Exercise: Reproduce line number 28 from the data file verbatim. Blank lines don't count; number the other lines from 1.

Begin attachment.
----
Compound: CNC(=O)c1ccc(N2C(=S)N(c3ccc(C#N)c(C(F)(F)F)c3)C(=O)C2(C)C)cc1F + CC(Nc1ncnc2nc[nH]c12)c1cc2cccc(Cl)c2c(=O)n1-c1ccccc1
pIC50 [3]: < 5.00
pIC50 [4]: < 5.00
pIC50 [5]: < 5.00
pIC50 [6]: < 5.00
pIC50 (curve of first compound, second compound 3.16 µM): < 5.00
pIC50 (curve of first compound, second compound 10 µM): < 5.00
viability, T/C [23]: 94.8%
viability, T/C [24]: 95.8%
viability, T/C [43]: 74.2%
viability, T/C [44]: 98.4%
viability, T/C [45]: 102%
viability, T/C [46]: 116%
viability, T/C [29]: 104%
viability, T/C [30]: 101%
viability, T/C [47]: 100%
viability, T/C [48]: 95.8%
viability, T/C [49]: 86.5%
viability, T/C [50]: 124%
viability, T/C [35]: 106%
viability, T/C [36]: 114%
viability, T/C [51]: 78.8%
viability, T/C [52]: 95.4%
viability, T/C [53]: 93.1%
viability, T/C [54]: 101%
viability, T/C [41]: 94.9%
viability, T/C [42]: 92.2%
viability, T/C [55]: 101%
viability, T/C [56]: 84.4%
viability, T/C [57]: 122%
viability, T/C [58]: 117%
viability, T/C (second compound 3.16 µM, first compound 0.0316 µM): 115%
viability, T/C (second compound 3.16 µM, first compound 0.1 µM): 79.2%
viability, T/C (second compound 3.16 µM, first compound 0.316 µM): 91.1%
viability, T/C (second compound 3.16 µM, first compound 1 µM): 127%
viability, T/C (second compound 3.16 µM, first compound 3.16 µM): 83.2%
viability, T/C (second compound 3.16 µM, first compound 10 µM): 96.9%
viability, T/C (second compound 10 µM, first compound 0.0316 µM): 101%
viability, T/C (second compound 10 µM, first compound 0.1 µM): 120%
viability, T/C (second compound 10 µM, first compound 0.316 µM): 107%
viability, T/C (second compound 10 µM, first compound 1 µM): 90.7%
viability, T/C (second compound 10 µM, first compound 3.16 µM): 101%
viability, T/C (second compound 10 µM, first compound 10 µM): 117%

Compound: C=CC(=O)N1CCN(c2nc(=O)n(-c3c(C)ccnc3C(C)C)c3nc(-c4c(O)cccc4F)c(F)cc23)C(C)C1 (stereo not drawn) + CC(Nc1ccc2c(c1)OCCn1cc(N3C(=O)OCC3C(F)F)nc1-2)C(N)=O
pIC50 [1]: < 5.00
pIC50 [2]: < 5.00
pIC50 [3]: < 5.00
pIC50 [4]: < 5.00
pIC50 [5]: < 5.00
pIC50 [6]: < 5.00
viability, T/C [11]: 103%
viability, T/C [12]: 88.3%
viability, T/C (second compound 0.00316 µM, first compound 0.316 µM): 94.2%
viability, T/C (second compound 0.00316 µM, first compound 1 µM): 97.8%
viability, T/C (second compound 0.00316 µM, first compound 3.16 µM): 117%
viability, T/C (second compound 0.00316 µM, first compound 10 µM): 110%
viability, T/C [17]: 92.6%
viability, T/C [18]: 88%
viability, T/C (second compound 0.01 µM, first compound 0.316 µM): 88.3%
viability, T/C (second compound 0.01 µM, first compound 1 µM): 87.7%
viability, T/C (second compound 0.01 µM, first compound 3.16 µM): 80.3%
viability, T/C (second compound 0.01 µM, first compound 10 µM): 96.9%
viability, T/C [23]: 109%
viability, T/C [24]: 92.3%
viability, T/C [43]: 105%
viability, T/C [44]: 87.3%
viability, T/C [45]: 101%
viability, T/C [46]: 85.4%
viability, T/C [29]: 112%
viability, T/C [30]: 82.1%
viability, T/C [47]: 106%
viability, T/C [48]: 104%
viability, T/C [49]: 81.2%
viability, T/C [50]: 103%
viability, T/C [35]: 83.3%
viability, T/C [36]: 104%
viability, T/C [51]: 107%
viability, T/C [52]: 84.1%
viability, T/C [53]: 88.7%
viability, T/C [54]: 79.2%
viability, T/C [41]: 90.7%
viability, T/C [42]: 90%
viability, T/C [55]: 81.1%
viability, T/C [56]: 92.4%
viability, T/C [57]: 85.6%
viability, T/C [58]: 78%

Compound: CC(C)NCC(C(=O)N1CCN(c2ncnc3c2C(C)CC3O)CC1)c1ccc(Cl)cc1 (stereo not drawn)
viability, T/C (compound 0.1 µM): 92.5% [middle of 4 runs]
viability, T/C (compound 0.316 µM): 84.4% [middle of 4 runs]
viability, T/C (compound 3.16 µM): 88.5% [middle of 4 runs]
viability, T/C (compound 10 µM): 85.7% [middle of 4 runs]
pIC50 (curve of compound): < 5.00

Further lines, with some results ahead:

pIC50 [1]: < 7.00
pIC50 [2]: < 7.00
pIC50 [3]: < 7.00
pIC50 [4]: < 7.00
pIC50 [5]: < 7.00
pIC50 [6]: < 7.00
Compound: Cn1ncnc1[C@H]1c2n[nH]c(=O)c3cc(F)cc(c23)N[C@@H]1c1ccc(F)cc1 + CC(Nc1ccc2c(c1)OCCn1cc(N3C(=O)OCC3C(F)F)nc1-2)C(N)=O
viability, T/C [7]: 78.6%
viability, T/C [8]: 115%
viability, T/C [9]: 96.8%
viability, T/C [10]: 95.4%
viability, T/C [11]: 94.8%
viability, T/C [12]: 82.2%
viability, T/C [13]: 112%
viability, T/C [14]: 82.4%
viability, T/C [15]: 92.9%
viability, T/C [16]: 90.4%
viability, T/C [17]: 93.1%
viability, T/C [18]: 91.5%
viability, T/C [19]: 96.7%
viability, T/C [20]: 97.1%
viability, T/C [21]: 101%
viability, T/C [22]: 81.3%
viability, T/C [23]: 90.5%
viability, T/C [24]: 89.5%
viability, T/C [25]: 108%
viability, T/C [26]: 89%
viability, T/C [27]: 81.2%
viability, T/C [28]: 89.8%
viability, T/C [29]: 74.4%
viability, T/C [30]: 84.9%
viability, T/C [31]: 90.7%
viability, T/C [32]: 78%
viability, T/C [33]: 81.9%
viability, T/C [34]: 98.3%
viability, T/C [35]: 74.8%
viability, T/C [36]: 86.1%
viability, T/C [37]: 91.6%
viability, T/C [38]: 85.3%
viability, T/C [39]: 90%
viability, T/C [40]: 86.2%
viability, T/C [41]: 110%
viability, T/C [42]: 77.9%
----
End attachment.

viability, T/C [55]: 101%